Professional film production requires the work of large amounts of people. Everyone knows the roles of director, or writer, or producer. Most people also know that there is an editor (or editors) on every film project. One of the roles that is talked about slightly less is the DP, director of photography.
I often use this term a lot because this is what I want to be someday. A director of photography, according to IMDB’s movie terminology glossary, is “a cinematographer whose job is to manage the recording of a scene as desired by the director”. The DP works directly alongside the director to create the visual feel of the film. While the director is the primary creative artist over the project, the DP works in the technical realm and helps the director achieve his look and feel through camera selection, angles and lighting.
I recently read a blog article on Lights Online Film School that featured an interview with Niklas Johansson, a professional DP. In the interview he answered some questions about a few specific projects he worked on and walked us through his decision process on what cameras and lighting he chose and why.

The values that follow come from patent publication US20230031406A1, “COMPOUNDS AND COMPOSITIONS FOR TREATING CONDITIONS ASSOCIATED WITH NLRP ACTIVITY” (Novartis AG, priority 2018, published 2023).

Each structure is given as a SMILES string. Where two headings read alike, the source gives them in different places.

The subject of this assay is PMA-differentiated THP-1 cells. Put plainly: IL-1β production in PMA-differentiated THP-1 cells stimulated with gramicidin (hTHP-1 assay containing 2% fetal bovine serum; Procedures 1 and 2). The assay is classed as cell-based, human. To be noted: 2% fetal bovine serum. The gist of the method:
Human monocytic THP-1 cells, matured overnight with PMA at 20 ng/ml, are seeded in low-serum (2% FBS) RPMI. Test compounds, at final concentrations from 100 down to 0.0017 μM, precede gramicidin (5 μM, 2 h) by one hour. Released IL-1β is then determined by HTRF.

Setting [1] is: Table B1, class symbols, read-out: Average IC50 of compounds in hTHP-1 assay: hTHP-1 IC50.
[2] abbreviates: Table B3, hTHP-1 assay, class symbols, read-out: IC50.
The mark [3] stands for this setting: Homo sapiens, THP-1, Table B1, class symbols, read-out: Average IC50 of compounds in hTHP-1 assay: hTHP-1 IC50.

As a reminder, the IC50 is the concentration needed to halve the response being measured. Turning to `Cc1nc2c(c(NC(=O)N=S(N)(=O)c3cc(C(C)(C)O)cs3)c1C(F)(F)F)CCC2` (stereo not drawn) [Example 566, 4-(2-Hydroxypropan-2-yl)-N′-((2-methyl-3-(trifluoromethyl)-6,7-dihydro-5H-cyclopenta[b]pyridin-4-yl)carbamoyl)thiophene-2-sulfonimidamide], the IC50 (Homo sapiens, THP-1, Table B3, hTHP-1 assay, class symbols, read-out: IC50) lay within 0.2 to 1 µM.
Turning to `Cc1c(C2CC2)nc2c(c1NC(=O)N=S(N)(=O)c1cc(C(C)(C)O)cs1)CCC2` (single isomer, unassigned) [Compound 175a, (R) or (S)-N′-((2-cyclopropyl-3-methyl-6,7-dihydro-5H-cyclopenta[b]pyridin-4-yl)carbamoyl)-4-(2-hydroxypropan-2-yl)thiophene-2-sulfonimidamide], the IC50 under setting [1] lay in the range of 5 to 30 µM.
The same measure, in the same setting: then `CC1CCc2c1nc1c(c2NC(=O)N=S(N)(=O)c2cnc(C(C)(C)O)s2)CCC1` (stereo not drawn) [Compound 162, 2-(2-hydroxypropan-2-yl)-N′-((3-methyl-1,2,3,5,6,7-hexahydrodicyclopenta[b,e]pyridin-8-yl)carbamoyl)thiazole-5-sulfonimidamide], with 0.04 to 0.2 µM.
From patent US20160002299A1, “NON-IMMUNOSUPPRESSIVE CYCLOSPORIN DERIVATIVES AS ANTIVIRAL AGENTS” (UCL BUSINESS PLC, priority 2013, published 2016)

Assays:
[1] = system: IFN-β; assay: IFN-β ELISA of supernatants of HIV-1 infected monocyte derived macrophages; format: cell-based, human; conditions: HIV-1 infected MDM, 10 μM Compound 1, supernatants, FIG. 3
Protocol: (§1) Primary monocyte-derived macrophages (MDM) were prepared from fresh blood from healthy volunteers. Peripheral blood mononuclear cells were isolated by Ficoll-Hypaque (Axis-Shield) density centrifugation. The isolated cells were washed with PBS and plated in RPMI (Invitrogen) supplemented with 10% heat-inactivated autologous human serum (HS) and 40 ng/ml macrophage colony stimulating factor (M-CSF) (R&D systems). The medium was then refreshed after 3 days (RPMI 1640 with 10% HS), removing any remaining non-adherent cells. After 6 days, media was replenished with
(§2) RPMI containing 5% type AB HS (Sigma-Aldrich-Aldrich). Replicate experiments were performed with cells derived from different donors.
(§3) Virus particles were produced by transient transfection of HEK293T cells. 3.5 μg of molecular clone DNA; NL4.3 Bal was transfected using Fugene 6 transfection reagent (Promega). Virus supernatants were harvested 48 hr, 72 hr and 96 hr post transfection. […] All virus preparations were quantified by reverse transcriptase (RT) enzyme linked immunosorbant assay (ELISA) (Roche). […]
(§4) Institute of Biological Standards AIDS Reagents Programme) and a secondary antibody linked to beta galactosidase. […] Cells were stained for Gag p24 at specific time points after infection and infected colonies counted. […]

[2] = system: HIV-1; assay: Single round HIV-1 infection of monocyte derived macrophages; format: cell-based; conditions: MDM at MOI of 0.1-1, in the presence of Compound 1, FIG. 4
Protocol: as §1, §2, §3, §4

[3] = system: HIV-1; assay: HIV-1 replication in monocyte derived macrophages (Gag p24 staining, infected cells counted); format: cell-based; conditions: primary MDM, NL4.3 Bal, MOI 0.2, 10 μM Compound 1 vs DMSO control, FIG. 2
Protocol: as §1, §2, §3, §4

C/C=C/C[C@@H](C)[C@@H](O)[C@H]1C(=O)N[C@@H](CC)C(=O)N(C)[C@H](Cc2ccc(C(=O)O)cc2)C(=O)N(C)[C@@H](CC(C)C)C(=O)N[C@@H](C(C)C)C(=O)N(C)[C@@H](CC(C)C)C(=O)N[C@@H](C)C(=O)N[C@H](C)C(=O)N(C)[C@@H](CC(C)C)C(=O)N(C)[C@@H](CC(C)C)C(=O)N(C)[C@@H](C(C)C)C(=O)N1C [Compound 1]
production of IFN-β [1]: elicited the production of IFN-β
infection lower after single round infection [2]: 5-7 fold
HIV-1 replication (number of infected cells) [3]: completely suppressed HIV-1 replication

Here are a few things I gathered from the interview.
1. Know your director
As a DP, it is really important to sit down with the director ahead of time before the shoot. Establish and understand the feel the director wants, then, with the budget given, decide on what camera, lenses and other equipment you need. When you know what the director is looking for, you can better prepare and therefore deliver accordingly.
2. As a director, use the DP’s knowledge and skill set
Johansson mentioned that he doesn’t “like directors who just use [him] as a tripod.” He continues to talk about the fact that most DP’s are have been on many more shoots than most directors. As a director, it will benefit you to use the knowledge of your DP. Don’t just use them to hold the camera.
3. Get a good Gaffer
The people who work hand-in-hand with the DP on most film sets would be the Grip(s) and Gaffer(s). A Gaffer’s job is to set up lighting and other electrical equipment. A DP needs to be able to rely heavily on the Gaffer to achieve the look he so desires. Johansson goes to the point of saying, “A good Gaffer is like a good marriage. Try to hold on to that person forever.”
If you have any interest in Film Production, I encourage you to check out Lights Online Film School (link above). This article was jam-packed with quality knowledge about cinematography and the in’s-and-out’s of how to be a DP.